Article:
US6362760Dec 4, 2000Mar 26, 2002Data Fusion CorporationMethod and apparatus for acquiring wide-band pseudorandom noise encoded waveforms
US6370129Jun 5, 2000Apr 9, 2002Lucent Technologies, Inc.High-speed data services using multiple transmit antennas
US6377812 *Nov 20, 1998Apr 23, 2002University Of MarylandCombined power control and space-time diversity in mobile cellular communications
US6380879Dec 4, 2000Apr 30, 2002Data Fusion CorporationMethod and apparatus for acquiring wide-band pseudorandom noise encoded waveforms
US6430216Jul 7, 2000Aug 6, 2002Data Fusion CorporationRake receiver for spread spectrum signal demodulation
US6463048Jul 21, 1999Oct 8, 2002Lucent Technologies Inc.Code generator for multiple rake finger and method of use
US6522642Jul 2, 1998Feb 18, 2003Intel CorporationAntenna diversity techniques
US6549151Nov 26, 2001Apr 15, 2003Data Fusion CorporationMethod and apparatus for acquiring wide-band pseudorandom noise encoded waveforms
US6590378 *Nov 30, 2001Jul 8, 2003Samsung Electronics Co., Ltd.Real time parameter monitoring apparatus for high voltage chamber in semiconductor wafer processing system
US6697641 *Mar 3, 1998Feb 24, 2004Celletra Ltd.Method and system for improving communication
US6771214Sep 12, 2002Aug 3, 2004Data Fusion CorporationGPS near-far resistant receiver
US6778513 *Jul 30, 2001Aug 17, 2004Arraycomm, Inc.Method and apparatus for separting multiple users in a shared-channel communication system
US6778515Mar 12, 2002Aug 17, 2004Interdigital Technology CorporationReceiving station for wireless telephone system with diversity transmission and method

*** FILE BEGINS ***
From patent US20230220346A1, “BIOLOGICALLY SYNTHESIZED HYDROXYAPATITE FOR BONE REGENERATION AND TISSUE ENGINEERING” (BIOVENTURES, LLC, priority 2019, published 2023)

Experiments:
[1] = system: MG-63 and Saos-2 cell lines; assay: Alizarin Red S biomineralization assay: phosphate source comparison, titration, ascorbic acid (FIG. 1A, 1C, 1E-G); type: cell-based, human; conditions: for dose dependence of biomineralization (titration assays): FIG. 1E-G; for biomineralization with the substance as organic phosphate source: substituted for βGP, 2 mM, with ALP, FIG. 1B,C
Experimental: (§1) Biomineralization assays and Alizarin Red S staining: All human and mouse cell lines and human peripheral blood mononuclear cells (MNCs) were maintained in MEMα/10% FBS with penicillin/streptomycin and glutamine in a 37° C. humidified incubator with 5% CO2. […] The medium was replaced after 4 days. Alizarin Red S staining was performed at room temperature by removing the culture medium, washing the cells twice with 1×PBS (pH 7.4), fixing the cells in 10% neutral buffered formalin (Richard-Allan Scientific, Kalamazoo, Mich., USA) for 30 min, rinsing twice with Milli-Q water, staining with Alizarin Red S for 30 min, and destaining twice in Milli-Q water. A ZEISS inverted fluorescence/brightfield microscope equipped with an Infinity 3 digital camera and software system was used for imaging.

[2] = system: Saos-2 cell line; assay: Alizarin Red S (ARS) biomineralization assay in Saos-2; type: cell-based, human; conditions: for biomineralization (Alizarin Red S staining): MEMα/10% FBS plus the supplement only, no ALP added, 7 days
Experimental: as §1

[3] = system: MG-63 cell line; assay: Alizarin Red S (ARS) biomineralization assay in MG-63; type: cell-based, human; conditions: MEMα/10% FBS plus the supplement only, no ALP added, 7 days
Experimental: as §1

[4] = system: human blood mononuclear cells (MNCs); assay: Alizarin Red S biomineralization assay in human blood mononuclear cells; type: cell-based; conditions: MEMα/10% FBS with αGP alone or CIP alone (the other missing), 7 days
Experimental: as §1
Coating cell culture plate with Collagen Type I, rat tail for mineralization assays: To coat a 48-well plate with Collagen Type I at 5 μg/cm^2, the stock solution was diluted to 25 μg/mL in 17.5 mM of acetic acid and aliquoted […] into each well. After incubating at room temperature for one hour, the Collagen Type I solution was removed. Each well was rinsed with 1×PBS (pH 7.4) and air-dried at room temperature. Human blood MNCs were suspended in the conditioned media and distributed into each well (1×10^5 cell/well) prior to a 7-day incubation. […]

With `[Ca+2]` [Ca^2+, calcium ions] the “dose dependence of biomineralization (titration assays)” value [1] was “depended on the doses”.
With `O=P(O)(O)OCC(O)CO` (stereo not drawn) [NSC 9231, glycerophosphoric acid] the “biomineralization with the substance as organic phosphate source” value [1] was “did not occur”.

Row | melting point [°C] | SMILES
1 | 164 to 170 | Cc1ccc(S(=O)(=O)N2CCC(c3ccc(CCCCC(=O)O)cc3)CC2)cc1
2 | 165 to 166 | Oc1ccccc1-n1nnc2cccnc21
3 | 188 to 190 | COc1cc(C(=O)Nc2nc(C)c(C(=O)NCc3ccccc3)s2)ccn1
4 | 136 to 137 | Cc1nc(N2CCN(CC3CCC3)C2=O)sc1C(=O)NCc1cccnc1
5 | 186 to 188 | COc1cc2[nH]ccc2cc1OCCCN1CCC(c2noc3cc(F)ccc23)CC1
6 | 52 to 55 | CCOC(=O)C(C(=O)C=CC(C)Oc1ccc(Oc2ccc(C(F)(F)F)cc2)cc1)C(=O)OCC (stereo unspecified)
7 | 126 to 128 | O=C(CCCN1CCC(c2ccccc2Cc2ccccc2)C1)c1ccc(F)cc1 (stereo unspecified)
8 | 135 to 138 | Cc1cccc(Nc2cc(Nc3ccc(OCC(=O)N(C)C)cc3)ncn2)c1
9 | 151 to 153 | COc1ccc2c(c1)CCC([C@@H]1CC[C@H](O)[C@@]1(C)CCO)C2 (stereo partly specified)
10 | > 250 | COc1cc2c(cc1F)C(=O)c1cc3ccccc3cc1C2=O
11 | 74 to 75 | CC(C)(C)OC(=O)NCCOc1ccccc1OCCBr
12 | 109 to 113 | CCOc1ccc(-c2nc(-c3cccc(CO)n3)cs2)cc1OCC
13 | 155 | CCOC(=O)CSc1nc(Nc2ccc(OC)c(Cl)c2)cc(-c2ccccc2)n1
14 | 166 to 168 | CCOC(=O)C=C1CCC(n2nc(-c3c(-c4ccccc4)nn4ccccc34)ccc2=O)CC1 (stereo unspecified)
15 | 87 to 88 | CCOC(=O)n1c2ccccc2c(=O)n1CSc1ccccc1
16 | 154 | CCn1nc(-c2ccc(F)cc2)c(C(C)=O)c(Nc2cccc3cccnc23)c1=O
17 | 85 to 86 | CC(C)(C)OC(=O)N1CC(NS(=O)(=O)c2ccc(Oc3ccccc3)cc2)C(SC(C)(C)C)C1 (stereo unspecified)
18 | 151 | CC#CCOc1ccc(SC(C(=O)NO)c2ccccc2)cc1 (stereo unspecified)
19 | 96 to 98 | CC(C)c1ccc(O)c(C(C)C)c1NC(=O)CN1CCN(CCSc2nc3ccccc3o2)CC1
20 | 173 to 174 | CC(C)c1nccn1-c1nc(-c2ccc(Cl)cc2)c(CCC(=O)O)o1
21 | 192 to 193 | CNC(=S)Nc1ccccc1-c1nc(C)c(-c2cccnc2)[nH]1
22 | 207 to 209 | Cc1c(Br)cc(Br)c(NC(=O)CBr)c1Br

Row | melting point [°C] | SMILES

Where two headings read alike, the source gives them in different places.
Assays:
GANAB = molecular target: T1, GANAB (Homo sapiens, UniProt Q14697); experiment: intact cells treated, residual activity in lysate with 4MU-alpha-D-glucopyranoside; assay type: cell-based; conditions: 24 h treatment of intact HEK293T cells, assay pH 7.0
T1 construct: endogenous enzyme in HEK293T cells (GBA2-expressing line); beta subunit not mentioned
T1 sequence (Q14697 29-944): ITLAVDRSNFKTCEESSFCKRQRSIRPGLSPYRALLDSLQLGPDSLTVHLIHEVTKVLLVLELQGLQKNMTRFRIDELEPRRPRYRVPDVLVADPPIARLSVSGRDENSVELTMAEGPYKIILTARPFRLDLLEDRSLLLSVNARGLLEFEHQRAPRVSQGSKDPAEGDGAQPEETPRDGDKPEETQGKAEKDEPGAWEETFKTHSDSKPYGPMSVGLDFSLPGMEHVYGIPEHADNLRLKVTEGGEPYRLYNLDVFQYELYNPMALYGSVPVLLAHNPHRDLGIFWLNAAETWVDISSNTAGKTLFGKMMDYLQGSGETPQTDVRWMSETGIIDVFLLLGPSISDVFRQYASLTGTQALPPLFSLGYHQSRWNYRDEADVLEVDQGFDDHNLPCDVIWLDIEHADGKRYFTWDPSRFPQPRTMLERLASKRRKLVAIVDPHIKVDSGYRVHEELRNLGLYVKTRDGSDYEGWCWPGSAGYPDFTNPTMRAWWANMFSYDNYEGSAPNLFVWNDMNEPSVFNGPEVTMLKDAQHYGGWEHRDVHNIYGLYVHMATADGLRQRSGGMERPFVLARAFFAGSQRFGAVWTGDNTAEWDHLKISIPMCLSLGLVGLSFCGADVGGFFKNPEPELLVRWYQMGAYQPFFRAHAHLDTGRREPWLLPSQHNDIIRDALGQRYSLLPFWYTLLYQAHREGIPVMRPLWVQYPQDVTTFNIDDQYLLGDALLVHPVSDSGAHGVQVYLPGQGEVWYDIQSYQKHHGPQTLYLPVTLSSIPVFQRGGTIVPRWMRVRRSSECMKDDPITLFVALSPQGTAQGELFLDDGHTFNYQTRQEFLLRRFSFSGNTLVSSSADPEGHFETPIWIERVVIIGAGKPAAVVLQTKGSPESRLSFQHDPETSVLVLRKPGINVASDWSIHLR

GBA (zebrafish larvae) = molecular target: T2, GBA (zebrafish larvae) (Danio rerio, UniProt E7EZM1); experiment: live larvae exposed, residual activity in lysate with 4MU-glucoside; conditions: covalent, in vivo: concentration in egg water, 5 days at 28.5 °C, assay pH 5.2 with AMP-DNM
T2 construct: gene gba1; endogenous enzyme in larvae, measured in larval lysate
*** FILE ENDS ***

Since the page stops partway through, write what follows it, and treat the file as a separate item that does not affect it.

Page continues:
US6785251Mar 12, 2002Aug 31, 2004Interdigital Technology CorporationReceiving station for wireless telephone system with diversity transmission and method
US6788734May 8, 2002Sep 7, 2004Wolfgang KoberRake receiver for spread spectrum signal demodulation
US6804207Mar 12, 2002Oct 12, 2004Interdigital Technology CorporationTransmitting station for wireless telephone system with diversity transmission and method
US6842444Jan 29, 2002Jan 11, 2005Interdigital Technology CorporationWireless telephone system with diversity transmission and method
US6847658Dec 10, 1998Jan 25, 2005Qualcomm, IncorporatedDemultiplexer for channel interleaving
US6901224Feb 18, 2000May 31, 2005Northrop Grumman CorporationHybrid coherent-optical, RF signal channelizer
US6925067Apr 23, 1999Aug 2, 2005Qualcomm, IncorporatedConfiguration of overhead channels in a mixed bandwidth system
US7209079 *Sep 8, 2004Apr 24, 2007Bae Systems PlcBeam steering apparatus
US7260506Oct 6, 2004Aug 21, 2007Tensorcomm, Inc.Orthogonalization and directional filtering
US7292611Aug 13, 2004Nov 6, 2007Qualcomm IncorporatedDemultiplexer for channel interleaving
US7359465Apr 11, 2005Apr 15, 2008Tensorcomm, IncSerial cancellation receiver design for a coded signal processing engine
US7394879Feb 6, 2004Jul 1, 2008Tensorcomm, Inc.Systems and methods for parallel signal cancellation